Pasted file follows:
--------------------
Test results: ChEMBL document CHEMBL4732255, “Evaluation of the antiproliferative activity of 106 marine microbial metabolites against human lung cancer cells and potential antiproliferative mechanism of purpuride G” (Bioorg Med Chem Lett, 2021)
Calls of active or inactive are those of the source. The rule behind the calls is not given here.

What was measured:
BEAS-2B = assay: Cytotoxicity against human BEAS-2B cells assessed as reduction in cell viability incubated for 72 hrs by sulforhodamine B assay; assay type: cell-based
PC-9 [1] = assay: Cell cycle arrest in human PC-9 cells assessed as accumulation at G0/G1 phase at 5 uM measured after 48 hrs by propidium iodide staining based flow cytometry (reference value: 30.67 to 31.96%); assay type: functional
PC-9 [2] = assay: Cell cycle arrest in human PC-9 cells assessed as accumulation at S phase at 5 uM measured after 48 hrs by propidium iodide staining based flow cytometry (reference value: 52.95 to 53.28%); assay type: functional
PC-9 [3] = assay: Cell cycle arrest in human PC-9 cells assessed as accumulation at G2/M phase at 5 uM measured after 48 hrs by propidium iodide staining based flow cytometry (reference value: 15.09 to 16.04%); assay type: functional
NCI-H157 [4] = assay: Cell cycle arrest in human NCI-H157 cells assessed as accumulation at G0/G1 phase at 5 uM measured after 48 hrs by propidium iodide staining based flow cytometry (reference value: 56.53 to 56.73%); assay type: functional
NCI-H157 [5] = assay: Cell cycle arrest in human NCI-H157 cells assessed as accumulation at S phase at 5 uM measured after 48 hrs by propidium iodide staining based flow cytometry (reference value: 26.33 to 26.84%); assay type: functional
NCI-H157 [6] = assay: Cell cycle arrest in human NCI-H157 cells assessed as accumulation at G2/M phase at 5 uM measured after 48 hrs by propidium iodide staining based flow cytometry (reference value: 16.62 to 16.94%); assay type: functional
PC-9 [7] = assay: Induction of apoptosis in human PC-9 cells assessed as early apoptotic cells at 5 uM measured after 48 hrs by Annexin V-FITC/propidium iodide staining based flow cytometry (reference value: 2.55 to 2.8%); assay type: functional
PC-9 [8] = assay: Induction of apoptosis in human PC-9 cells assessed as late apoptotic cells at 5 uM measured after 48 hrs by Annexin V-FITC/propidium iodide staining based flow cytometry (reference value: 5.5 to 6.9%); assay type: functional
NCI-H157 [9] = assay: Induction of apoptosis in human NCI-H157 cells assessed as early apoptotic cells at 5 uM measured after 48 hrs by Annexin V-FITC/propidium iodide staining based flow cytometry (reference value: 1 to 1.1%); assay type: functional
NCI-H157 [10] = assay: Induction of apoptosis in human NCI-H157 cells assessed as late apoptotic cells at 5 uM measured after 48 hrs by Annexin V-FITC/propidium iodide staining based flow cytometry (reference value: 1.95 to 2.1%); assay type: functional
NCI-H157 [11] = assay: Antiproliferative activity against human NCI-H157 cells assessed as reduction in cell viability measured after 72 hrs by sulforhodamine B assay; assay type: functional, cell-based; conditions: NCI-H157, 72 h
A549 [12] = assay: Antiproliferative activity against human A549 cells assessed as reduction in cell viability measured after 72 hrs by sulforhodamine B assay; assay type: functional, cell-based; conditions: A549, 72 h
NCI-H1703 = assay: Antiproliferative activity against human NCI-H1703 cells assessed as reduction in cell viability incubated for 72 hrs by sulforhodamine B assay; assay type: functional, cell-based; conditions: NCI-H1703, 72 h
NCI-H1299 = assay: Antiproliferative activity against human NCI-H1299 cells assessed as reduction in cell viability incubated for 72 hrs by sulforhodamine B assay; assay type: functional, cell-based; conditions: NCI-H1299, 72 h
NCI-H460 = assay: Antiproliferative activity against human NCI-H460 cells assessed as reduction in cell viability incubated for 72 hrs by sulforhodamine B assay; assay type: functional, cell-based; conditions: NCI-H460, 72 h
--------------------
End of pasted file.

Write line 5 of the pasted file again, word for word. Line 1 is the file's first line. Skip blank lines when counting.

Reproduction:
PC-9 [1] = assay: Cell cycle arrest in human PC-9 cells assessed as accumulation at G0/G1 phase at 5 uM measured after 48 hrs by propidium iodide staining based flow cytometry (reference value: 30.67 to 31.96%); assay type: functional